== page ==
Belonging, Learning and Growing Together.
The Pelican Brief
General Information and Upcoming Events
- Please send an old T-Shirt, to be used for painting, next Wednesday 4 July, for the aboriginal artist visit.
- Children must have a hat and drink bottle every day.
- Photos will be collected by Wednesday week 10. Please decide if you would like to purchase them.
- Spare clothes are still needed. The children are eager to play in the dirt and mud.
Outcome 1: Children have a strong sense of identity
- Children have a strong sense of identity.
- Children feel safe, secure, and supported
- Children develop their emerging autonomy, inter-dependence, resilience and sense of agency
- Children develop knowledgeable and confident self- identities
- Children learn to interact in relation to others with care, empathy and respect
Outcome 3: Children have a strong sense of wellbeing
Children become strong in their social and emotional wellbeing
Children take increasing responsibility for their own health and physical wellbeing
As a follow up on the children's interest in puppet making and creating, materials were added to the table for the children to explore. The children challenged themselves as they persevered and manipulated the scissors and paper, as they cut out their puppets. The children managed the sticky tape dispenser, as they used the tape to place the paddle pop sticks into place behind the puppets. There was a lot discussion as the puppets took shape. The children discussed how to draw a variety of objects with each other, like a lady bug, listening carefully to suggestions from their friends.
They displayed their ability to manipulate equipment and manage tools with increasing competence and skill.
Outcome 4: Children are confident and involved learners
Children develop dispositions for learning such as curiosity, cooperation, confidence, creativity, commitment, enthusiasm, persistence, imagination and reflexivity
Children develop a range of skills and processes such as problem solving, enquiry, experimentation, hypothesising, researching and investigating
Children transfer and adapt what they have learned from one setting to another
Children resource their own learning through connecting with people, place, technologies and natural and processed materials
Several weeks ago, the children were creating rainbows on the creative table. As a follow-up we carried out an experiment with Skittles and water. This experiment led to conversations about colours mixing to create different colours. To extend on the children's curiosity and hypothesising, we carried out another experiment in which the absorbent paper transferred the colours into adjoining empty cups, mixing two colours together as they met. The group predicted what they thought the results of the experiment might be.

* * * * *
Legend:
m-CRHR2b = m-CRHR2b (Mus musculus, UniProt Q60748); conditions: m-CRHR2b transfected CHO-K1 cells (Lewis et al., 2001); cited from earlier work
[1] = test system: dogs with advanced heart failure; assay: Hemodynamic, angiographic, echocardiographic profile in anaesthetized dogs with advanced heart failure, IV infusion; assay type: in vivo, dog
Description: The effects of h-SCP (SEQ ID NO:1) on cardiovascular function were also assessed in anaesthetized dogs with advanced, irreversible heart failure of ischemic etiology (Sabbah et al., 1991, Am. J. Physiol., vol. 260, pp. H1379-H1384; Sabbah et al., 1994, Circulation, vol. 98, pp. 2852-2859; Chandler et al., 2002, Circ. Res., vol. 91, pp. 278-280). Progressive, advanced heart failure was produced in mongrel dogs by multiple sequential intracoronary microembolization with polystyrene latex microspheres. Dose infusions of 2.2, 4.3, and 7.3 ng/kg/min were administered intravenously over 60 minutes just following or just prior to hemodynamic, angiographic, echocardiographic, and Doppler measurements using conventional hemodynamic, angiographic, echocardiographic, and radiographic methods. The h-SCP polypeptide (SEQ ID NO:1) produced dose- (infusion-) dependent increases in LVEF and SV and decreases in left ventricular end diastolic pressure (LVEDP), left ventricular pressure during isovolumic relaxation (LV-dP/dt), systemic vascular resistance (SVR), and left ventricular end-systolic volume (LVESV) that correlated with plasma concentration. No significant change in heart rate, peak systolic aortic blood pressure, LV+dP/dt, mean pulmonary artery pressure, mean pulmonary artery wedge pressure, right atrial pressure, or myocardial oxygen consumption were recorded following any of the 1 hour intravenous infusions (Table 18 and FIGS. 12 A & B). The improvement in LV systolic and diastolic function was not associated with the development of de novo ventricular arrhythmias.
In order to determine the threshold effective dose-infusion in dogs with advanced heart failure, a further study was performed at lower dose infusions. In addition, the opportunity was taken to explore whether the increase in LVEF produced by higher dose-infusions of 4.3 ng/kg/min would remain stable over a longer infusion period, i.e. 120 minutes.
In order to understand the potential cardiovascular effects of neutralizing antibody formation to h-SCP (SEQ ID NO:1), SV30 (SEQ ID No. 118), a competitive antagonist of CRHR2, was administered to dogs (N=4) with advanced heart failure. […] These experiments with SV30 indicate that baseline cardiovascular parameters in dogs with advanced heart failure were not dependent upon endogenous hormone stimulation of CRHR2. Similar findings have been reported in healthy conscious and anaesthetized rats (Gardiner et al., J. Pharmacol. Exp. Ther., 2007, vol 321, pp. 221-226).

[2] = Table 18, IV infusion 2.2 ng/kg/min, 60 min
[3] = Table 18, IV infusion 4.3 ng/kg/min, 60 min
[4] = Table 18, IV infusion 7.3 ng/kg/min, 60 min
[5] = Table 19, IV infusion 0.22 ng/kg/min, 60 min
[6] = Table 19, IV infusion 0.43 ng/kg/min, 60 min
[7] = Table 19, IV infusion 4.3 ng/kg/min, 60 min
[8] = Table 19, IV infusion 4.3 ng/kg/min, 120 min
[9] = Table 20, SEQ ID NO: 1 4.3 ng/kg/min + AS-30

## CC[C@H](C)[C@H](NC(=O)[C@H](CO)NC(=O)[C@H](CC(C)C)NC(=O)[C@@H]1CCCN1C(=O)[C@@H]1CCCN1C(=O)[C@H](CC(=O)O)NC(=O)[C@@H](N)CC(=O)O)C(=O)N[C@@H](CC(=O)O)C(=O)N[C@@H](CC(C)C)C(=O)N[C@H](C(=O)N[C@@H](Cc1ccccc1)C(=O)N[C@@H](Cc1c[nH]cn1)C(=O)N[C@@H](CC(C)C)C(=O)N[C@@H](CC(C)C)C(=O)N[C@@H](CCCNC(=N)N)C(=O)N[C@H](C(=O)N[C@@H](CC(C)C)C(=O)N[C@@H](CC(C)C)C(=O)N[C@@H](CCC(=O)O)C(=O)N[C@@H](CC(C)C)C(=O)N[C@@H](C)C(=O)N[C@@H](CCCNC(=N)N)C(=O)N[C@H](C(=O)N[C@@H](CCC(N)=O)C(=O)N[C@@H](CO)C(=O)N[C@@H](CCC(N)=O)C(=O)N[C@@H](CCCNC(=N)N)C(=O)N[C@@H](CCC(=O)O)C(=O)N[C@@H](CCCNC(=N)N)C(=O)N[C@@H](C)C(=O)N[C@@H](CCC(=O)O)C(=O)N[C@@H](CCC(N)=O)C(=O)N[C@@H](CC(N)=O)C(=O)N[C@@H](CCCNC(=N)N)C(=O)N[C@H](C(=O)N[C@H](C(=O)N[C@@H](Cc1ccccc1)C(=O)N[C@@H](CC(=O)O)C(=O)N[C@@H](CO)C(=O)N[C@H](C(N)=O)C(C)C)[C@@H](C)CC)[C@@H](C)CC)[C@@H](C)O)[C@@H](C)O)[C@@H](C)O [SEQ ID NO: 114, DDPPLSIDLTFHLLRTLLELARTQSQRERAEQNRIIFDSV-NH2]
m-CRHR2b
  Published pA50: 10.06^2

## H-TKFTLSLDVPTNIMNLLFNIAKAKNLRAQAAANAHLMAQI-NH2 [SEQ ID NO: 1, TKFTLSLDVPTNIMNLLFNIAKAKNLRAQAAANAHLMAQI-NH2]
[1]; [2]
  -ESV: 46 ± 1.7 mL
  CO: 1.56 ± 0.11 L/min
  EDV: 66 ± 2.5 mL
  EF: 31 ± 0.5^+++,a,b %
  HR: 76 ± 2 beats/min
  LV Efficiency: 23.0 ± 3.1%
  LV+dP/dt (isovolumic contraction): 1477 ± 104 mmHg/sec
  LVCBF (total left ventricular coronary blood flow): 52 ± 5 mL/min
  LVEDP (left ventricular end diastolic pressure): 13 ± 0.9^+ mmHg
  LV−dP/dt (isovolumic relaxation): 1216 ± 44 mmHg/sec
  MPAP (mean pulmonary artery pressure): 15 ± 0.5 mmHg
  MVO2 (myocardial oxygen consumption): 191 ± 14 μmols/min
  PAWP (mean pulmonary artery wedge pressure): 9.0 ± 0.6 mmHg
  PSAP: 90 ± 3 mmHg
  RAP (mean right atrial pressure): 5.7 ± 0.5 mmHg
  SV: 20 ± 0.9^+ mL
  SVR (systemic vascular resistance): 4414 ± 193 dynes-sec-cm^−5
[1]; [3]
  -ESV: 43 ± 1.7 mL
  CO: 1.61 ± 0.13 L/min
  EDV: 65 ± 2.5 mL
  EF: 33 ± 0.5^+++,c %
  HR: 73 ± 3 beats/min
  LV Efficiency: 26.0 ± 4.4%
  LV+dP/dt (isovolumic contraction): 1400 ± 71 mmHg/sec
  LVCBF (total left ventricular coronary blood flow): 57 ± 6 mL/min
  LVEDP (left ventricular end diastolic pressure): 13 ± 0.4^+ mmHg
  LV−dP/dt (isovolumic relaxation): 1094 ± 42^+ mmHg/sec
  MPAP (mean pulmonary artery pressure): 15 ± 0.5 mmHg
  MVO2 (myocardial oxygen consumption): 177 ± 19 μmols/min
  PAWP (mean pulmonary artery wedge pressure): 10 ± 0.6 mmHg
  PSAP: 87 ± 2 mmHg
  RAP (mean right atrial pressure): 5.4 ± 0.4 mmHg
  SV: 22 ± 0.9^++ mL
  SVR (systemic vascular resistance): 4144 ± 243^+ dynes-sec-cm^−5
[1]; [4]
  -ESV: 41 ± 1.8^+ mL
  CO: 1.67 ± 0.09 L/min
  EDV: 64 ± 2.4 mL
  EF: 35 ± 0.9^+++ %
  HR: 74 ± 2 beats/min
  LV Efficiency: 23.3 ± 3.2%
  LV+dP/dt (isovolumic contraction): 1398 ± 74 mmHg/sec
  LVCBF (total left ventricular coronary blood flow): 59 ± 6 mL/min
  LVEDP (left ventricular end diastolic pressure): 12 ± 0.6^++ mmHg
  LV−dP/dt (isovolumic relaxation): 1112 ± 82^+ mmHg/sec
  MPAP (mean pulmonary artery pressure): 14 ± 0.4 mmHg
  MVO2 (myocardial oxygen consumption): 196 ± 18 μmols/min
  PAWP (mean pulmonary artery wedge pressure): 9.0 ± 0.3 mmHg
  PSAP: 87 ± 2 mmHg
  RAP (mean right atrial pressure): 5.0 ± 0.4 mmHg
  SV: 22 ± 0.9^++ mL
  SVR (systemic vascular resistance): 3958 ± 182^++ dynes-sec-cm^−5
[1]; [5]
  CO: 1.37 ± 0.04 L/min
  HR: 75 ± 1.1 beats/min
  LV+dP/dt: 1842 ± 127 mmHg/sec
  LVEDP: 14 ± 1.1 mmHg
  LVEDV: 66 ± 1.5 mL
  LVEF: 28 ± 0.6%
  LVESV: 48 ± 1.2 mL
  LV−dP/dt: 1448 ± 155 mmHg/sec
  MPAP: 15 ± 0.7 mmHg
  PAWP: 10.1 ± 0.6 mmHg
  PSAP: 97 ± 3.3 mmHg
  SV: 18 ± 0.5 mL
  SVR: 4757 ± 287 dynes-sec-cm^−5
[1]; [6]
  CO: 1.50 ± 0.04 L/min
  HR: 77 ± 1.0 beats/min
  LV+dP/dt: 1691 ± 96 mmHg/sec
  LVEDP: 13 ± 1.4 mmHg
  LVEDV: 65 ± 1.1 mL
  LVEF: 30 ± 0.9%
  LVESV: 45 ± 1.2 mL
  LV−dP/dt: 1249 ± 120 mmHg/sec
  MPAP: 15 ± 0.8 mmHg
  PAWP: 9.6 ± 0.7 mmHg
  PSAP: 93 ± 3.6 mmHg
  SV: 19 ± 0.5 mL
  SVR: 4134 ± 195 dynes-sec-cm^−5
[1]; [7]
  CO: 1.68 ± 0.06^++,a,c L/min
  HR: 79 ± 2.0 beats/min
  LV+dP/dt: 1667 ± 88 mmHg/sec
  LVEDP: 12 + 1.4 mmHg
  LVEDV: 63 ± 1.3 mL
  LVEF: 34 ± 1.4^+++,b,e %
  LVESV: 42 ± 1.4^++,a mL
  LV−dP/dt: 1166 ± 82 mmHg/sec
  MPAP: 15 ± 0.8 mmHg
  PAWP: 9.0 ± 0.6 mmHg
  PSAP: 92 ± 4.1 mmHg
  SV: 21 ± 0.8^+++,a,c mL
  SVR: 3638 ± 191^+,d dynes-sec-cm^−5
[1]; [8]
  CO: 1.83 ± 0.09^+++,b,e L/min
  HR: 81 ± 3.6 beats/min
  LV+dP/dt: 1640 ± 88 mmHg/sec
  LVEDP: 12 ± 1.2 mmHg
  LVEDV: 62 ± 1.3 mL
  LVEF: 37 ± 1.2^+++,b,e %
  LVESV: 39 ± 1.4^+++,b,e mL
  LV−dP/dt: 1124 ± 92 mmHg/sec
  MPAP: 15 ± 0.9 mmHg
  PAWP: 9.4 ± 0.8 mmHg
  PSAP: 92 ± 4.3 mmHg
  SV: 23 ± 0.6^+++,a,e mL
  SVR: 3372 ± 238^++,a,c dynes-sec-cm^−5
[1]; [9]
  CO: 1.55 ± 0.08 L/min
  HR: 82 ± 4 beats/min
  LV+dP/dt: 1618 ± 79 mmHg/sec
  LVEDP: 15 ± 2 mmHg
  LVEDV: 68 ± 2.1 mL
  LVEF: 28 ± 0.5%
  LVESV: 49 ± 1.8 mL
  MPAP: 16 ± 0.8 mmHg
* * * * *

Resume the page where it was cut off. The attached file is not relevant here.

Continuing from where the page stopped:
Kira - "They will go into the other cups."
Harper - " The colours will mix."
Millie - "The red and blue will make purple."
As the colours were drawn up the paper, the children commented as they watched.
Harper - " The blue and yellow are the fastest."
Alyssa - "Go red! You can do it."
Harper - "Yay blue! You're winning against everybody."
The next day the children noticed that the colours had moved into the other cups and had created new colours.
Zach - "The paper sucked up the paint and moved it into the other cups."
Evander - "Look! That one is green."
The children enjoyed watching the colours travel up the paper. They expressed wonder and interest in the experiment. The children were curious and enthusiastic participants in their learning.
Kira - " It made a rainbow."
Outcome 5: Children are effective communicators
Children interact verbally and non-verbally with others for a range of purposes
Children engage with a range of texts and gain meaning from these texts
Children express ideas and make meaning using a range of media
Children begin to understand how symbols and pattern systems work
Children use information and communication technologies to access information. Investigate ideas and represent their thinking
Harper - "One has to go off, we have too many."
Charge - l "We need some more."
Isabelle - "We have five in our group."
Kenji - "I think we need two more."
Harper - "Twenty two people, thats all of us."
The children worked effectively with each other as they formed their groups. They invited friends to join them as they counted to confirm they needed to add more, or asked someone to leave the group if they had too many. The children took it in turns to count the number of children within their group to confirm the correct number had been formed.